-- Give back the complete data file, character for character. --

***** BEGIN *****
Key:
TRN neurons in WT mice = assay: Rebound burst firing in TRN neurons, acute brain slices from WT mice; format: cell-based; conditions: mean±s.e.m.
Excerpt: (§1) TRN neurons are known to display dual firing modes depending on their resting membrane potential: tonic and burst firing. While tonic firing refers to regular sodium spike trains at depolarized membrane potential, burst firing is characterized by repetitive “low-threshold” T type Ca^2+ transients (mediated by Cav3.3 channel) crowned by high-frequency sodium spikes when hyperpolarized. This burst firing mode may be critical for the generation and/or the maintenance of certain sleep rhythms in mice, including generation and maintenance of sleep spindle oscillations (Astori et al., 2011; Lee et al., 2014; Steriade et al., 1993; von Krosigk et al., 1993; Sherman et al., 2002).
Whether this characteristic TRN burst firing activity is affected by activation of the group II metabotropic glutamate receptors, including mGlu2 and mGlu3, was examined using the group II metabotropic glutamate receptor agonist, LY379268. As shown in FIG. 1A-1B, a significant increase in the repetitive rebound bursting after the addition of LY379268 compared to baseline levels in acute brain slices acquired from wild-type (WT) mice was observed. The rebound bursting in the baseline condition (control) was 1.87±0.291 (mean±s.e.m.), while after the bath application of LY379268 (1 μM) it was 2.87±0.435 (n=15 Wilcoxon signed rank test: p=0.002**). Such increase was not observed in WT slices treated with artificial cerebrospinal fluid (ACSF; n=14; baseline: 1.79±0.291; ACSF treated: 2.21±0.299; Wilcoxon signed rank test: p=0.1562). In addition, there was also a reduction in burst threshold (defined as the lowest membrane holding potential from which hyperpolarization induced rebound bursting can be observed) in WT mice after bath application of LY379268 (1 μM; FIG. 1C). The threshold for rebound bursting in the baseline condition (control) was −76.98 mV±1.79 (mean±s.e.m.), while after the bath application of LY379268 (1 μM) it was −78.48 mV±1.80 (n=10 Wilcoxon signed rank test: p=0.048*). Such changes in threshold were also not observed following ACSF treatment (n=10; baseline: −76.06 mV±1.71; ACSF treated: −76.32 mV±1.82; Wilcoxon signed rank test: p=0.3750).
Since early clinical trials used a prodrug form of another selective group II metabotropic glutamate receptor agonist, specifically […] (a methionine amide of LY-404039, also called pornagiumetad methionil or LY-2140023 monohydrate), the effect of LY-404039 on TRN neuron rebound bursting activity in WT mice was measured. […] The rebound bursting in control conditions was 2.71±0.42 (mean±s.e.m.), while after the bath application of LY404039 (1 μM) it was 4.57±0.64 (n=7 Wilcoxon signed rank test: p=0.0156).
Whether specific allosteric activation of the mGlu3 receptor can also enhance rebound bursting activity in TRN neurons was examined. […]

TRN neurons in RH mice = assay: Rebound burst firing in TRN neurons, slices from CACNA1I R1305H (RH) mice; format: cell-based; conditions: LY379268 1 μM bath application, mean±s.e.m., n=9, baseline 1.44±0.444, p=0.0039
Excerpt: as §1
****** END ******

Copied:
Key:
TRN neurons in WT mice = assay: Rebound burst firing in TRN neurons, acute brain slices from WT mice; format: cell-based; conditions: mean±s.e.m.
Excerpt: (§1) TRN neurons are known to display dual firing modes depending on their resting membrane potential: tonic and burst firing. While tonic firing refers to regular sodium spike trains at depolarized membrane potential, burst firing is characterized by repetitive “low-threshold” T type Ca^2+ transients (mediated by Cav3.3 channel) crowned by high-frequency sodium spikes when hyperpolarized. This burst firing mode may be critical for the generation and/or the maintenance of certain sleep rhythms in mice, including generation and maintenance of sleep spindle oscillations (Astori et al., 2011; Lee et al., 2014; Steriade et al., 1993; von Krosigk et al., 1993; Sherman et al., 2002).
Whether this characteristic TRN burst firing activity is affected by activation of the group II metabotropic glutamate receptors, including mGlu2 and mGlu3, was examined using the group II metabotropic glutamate receptor agonist, LY379268. As shown in FIG. 1A-1B, a significant increase in the repetitive rebound bursting after the addition of LY379268 compared to baseline levels in acute brain slices acquired from wild-type (WT) mice was observed. The rebound bursting in the baseline condition (control) was 1.87±0.291 (mean±s.e.m.), while after the bath application of LY379268 (1 μM) it was 2.87±0.435 (n=15 Wilcoxon signed rank test: p=0.002**). Such increase was not observed in WT slices treated with artificial cerebrospinal fluid (ACSF; n=14; baseline: 1.79±0.291; ACSF treated: 2.21±0.299; Wilcoxon signed rank test: p=0.1562). In addition, there was also a reduction in burst threshold (defined as the lowest membrane holding potential from which hyperpolarization induced rebound bursting can be observed) in WT mice after bath application of LY379268 (1 μM; FIG. 1C). The threshold for rebound bursting in the baseline condition (control) was −76.98 mV±1.79 (mean±s.e.m.), while after the bath application of LY379268 (1 μM) it was −78.48 mV±1.80 (n=10 Wilcoxon signed rank test: p=0.048*). Such changes in threshold were also not observed following ACSF treatment (n=10; baseline: −76.06 mV±1.71; ACSF treated: −76.32 mV±1.82; Wilcoxon signed rank test: p=0.3750).
Since early clinical trials used a prodrug form of another selective group II metabotropic glutamate receptor agonist, specifically […] (a methionine amide of LY-404039, also called pornagiumetad methionil or LY-2140023 monohydrate), the effect of LY-404039 on TRN neuron rebound bursting activity in WT mice was measured. […] The rebound bursting in control conditions was 2.71±0.42 (mean±s.e.m.), while after the bath application of LY404039 (1 μM) it was 4.57±0.64 (n=7 Wilcoxon signed rank test: p=0.0156).
Whether specific allosteric activation of the mGlu3 receptor can also enhance rebound bursting activity in TRN neurons was examined. […]

TRN neurons in RH mice = assay: Rebound burst firing in TRN neurons, slices from CACNA1I R1305H (RH) mice; format: cell-based; conditions: LY379268 1 μM bath application, mean±s.e.m., n=9, baseline 1.44±0.444, p=0.0039
Excerpt: as §1